Don’t assume you know what your partner wants. The goal is to actively listen and to speak with great humility, using lots of “I statements.”
Don’t ask direct questions to clarify, but rather state them as a curiosity about which you’d request the other’s views. If there are things that you’d like to correct or explain, you can do so, but always be mindful of providing enough time for both partners to each send and to receive. Dialogue is usually a process that takes more than one sit-down, especially about deep hurts, betrayals, etc.
Your goal is simply to receive information when your job is to listen. And your goal is to give information when it’s your turn to share. Use connecting language, too.
Allowing yourself to be vulnerable is hard when you’re feeling hurt or defensive. But if either Integrity or Honesty is among your Core Values, then you can do it.
Be brave! Connect with God as you understand God, before, during, and after engaging in a Dialogue on any tough subject, for either or both of you.
Decide to relax your defenses. Let go of your (false) need to “be right”. This choice allows you the freedom and strength to fully understand your partner’s world and to empathize with their pain.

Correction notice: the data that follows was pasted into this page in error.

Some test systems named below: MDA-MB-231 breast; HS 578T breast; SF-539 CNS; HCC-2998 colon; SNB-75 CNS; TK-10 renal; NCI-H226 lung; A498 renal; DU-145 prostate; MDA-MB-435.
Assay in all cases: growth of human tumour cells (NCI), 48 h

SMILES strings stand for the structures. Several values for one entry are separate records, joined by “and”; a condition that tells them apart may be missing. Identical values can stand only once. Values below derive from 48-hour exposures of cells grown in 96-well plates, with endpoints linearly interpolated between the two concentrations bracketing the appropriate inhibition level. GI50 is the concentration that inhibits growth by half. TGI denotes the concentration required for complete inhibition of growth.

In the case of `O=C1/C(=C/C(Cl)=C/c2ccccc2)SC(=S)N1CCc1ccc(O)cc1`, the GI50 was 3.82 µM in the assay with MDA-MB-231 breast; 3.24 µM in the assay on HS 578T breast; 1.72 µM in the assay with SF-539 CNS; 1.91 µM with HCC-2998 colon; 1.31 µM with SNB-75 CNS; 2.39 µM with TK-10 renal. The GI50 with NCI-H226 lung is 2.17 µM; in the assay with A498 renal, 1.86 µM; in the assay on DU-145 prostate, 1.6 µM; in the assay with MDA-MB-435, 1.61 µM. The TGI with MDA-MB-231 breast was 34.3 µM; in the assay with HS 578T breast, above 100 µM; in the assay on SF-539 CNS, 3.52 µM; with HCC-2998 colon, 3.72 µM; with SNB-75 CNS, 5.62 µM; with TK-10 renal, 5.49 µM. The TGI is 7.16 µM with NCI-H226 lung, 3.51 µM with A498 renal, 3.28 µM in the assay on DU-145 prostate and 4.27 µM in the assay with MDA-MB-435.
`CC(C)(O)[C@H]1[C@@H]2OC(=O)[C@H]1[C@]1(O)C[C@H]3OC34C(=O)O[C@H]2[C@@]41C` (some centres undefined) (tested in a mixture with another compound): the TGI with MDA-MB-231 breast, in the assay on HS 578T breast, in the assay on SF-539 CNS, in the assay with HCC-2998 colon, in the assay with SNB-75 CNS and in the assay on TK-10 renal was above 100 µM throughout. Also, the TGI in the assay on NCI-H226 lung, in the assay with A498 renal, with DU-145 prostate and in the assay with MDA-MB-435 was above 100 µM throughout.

When both partners are vulnerable with one another, you will strengthen your connection.
Listen with your whole body, including your Frontal Lobe – and your heart. Every story has two sides. And no one is perfect.
Be kind, even if you are feeling hurt or blamed. Try to put yourself in your partner’s shoes with great open-mindedness as you listen, so you can imagine the situation from their perspective.
Imagine how they might have felt emotionally both when it happened and afterwards. If you find yourself ready to criticize or be defensive, take a moment to refocus your intention on being compassionate.
Demonstrate a willingness to change your behavior based on your partner’s feedback. If you continue engaging in behavior that is hurtful to your partner, the problem won’t go away.
Try to express Behavior Changes Requests that are positive, measurable, and specific. Accept Behavior Changes Requests as a great opportunity for mutual healing and growth.
It is always important to understand that what your partner needs may not be what you would need in this situation. And that’s okay. You are separate AND connected.
Don’t focus on what’s “right” or “wrong.” Instead work on honoring your partner’s perspective and needs by making the changes he or she needs to move forward. You are not your partner, nor vice-versa.
Consider Seeking Help
Sometimes a relationship rupture is so difficult that you need help from an outside party to repair it.
Seeking marriage counseling, and especially Relationship Education, can help you learn the attitudes, processes, and behaviors needed to rebuild your connection. And when you do, you will likely feel more connected to your partner than ever before. Imago Relationships International offers the world’s most cutting edge couples help.